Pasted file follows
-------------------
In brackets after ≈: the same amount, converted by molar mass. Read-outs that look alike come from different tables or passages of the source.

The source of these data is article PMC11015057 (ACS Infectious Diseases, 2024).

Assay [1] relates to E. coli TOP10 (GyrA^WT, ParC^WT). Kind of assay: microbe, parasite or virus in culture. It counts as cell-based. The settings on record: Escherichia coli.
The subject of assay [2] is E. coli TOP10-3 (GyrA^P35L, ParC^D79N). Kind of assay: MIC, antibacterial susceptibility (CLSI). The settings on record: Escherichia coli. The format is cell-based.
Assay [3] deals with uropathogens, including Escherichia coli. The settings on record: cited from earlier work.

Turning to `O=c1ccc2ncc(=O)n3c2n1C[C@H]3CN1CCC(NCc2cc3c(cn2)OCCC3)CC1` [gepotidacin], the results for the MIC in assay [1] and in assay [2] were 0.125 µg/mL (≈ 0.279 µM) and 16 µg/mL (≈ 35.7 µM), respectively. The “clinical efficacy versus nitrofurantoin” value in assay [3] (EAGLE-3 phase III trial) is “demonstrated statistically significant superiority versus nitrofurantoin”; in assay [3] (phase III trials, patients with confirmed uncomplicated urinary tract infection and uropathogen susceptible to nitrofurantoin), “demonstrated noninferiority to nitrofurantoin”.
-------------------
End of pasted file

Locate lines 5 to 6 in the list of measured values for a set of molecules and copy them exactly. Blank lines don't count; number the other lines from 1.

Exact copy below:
Assay [3] deals with uropathogens, including Escherichia coli. The settings on record: cited from earlier work.

Turning to `O=c1ccc2ncc(=O)n3c2n1C[C@H]3CN1CCC(NCc2cc3c(cn2)OCCC3)CC1` [gepotidacin], the results for the MIC in assay [1] and in assay [2] were 0.125 µg/mL (≈ 0.279 µM) and 16 µg/mL (≈ 35.7 µM), respectively. The “clinical efficacy versus nitrofurantoin” value in assay [3] (EAGLE-3 phase III trial) is “demonstrated statistically significant superiority versus nitrofurantoin”; in assay [3] (phase III trials, patients with confirmed uncomplicated urinary tract infection and uropathogen susceptible to nitrofurantoin), “demonstrated noninferiority to nitrofurantoin”.